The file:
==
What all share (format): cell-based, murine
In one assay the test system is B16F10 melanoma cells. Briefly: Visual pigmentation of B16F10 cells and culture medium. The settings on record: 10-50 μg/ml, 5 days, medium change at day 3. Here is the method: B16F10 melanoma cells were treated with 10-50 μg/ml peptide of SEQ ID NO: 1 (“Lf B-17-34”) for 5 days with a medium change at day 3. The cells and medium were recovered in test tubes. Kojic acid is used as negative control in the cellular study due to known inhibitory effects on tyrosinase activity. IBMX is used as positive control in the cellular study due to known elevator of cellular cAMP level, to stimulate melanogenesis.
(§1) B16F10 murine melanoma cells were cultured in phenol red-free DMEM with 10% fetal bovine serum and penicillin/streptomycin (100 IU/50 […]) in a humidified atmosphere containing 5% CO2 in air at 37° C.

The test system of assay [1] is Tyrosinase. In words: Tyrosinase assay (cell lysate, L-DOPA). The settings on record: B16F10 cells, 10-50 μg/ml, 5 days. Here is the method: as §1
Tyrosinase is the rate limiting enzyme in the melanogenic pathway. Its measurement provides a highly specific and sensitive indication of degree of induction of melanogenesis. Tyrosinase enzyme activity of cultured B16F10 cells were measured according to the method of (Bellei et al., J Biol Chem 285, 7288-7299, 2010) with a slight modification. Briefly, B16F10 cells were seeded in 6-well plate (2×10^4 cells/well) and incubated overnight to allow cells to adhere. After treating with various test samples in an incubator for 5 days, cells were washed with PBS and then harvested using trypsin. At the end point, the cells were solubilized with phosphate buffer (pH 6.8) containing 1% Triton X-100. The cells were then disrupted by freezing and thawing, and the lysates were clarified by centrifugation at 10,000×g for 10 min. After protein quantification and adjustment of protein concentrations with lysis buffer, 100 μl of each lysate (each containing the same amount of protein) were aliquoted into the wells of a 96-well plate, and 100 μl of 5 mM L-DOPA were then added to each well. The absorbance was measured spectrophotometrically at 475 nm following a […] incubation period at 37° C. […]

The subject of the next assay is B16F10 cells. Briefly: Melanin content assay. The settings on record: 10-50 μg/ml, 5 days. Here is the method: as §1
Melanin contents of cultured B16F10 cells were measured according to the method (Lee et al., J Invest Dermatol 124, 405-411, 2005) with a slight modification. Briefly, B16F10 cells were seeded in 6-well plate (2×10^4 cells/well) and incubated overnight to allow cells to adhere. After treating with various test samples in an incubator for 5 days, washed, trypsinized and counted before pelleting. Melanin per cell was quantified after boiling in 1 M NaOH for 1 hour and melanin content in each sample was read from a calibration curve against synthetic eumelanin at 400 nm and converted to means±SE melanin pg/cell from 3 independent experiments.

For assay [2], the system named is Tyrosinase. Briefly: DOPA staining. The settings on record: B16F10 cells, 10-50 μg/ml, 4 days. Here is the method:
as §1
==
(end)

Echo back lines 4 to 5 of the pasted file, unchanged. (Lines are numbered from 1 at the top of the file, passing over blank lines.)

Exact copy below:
The test system of assay [1] is Tyrosinase. In words: Tyrosinase assay (cell lysate, L-DOPA). The settings on record: B16F10 cells, 10-50 μg/ml, 5 days. Here is the method: as §1
Tyrosinase is the rate limiting enzyme in the melanogenic pathway. Its measurement provides a highly specific and sensitive indication of degree of induction of melanogenesis. Tyrosinase enzyme activity of cultured B16F10 cells were measured according to the method of (Bellei et al., J Biol Chem 285, 7288-7299, 2010) with a slight modification. Briefly, B16F10 cells were seeded in 6-well plate (2×10^4 cells/well) and incubated overnight to allow cells to adhere. After treating with various test samples in an incubator for 5 days, cells were washed with PBS and then harvested using trypsin. At the end point, the cells were solubilized with phosphate buffer (pH 6.8) containing 1% Triton X-100. The cells were then disrupted by freezing and thawing, and the lysates were clarified by centrifugation at 10,000×g for 10 min. After protein quantification and adjustment of protein concentrations with lysis buffer, 100 μl of each lysate (each containing the same amount of protein) were aliquoted into the wells of a 96-well plate, and 100 μl of 5 mM L-DOPA were then added to each well. The absorbance was measured spectrophotometrically at 475 nm following a […] incubation period at 37° C. […]